On Sunday afternoon we had a performance in the courtyard of the JCCAC, which if I understood correctly was to celebrate this puppet company from Fujian (I’m sorry, I don’t know the company’s name) moving to work in Hong Kong. They did some rod and hand puppet performances which were very impressive.
Our teacher performed a monkey marionette piece which is incredibly cool – the monkey interacts with him a bit and jumps on his legs. A great thing about this is that the strings are used to great effect to allow the monkey to swing around move around quickly in a circle – faster than would be possible with something like a hand puppet. It’s also great to see a traditional form used in a way in which the puppeteer is not hidden, and even has some interaction with the puppet.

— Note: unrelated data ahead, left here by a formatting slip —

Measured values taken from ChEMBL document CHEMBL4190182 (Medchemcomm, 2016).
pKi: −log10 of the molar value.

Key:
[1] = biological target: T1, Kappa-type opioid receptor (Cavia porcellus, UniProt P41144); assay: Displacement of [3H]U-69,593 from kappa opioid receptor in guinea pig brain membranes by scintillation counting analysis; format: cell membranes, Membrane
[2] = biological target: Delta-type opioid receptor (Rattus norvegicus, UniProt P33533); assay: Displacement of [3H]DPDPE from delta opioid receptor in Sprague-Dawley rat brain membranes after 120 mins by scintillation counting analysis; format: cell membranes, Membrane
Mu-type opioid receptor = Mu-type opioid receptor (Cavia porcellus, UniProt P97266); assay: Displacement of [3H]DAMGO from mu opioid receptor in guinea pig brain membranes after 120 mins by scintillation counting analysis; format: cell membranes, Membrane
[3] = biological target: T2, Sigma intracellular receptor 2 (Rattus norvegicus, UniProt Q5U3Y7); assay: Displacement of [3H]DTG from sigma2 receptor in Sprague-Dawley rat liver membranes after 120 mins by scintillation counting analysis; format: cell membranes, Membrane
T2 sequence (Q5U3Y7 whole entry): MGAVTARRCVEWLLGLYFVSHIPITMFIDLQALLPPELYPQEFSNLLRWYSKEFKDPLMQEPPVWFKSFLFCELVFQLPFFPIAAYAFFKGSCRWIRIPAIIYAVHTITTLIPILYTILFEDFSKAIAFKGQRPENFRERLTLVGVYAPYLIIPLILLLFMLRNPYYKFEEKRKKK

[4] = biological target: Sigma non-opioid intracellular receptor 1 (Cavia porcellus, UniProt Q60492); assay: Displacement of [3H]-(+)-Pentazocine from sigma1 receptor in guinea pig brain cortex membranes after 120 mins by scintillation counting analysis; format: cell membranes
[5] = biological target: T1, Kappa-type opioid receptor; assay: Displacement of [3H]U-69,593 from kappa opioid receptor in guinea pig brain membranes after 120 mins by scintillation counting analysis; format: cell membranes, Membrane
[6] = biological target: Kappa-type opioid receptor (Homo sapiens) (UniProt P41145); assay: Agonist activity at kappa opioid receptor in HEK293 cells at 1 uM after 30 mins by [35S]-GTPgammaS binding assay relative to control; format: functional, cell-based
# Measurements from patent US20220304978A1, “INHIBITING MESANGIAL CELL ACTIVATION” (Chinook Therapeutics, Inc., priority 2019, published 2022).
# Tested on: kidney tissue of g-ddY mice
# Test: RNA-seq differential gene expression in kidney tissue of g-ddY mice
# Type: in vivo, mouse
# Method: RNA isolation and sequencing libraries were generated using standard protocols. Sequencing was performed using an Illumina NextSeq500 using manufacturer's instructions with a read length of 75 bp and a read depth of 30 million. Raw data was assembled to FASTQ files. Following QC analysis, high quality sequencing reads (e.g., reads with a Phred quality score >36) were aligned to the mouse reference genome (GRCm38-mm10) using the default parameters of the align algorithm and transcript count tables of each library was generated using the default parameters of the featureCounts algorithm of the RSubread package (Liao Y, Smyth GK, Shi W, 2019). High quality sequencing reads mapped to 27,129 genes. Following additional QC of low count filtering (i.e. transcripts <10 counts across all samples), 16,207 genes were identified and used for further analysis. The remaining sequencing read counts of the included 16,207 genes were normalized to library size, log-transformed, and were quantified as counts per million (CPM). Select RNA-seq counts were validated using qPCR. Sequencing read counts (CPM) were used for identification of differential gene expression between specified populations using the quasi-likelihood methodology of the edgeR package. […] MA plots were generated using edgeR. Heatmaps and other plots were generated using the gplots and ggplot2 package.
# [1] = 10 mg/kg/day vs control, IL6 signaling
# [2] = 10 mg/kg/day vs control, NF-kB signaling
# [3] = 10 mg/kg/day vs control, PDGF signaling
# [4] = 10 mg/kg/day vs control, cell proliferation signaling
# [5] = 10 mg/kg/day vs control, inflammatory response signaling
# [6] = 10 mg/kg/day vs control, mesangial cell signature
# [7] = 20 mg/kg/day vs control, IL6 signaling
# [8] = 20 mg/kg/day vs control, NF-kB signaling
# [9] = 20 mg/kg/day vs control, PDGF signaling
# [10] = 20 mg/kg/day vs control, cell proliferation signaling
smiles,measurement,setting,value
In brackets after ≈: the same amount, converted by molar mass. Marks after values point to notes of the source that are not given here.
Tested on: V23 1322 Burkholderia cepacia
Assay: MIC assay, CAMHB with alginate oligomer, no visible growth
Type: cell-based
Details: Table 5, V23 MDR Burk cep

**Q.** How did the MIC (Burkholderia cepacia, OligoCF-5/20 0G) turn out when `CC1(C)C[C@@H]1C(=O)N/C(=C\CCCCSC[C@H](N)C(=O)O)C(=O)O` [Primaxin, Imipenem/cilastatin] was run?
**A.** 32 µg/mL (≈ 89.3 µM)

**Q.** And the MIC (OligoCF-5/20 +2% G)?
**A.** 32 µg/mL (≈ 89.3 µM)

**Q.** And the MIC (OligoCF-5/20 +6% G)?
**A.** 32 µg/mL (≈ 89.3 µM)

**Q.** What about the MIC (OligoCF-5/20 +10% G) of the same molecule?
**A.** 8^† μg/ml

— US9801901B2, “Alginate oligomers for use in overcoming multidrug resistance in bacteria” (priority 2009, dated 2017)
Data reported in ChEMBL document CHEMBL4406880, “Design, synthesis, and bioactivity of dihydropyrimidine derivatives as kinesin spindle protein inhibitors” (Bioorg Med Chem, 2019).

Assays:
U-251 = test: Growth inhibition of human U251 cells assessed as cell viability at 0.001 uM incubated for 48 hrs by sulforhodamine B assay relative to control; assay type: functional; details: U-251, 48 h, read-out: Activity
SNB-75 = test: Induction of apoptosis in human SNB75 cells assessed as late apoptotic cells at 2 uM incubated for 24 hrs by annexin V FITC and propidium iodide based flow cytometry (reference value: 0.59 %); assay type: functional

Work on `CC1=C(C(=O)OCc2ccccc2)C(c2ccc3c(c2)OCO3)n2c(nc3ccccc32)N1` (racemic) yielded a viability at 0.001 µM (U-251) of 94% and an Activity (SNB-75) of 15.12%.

On this same theme, there were a couple of erhu players doing modern kind of ‘Western’ style music on them. It reminded me a little of the cellist duet who do metal covers. I have no idea what they have to do with the two puppet companies – there was no cross-over, which is a shame. The puppets all have pre-recorded music.
We finished the show with our monkey shadow puppet routine (that is, all the new puppeteers like me performing) which wasn’t too bad apart from some stuck joints. It probably seems a little silly, but during the performance is the first and only time I’ve used the actual shadow puppet screen – and I didn’t realise until then quite how low the lights are. Being tall is certainly an advantage for the marionettes, but I foresee a lot of squatting to operate shadow puppets and hand puppets.
Also present was a very cool looking calligraphy master (pictured above – should be obvious which one he is.) There was initially a lot of standing around for photographs with important people, holding undoubtedly auspicious but indecipherable scrolls.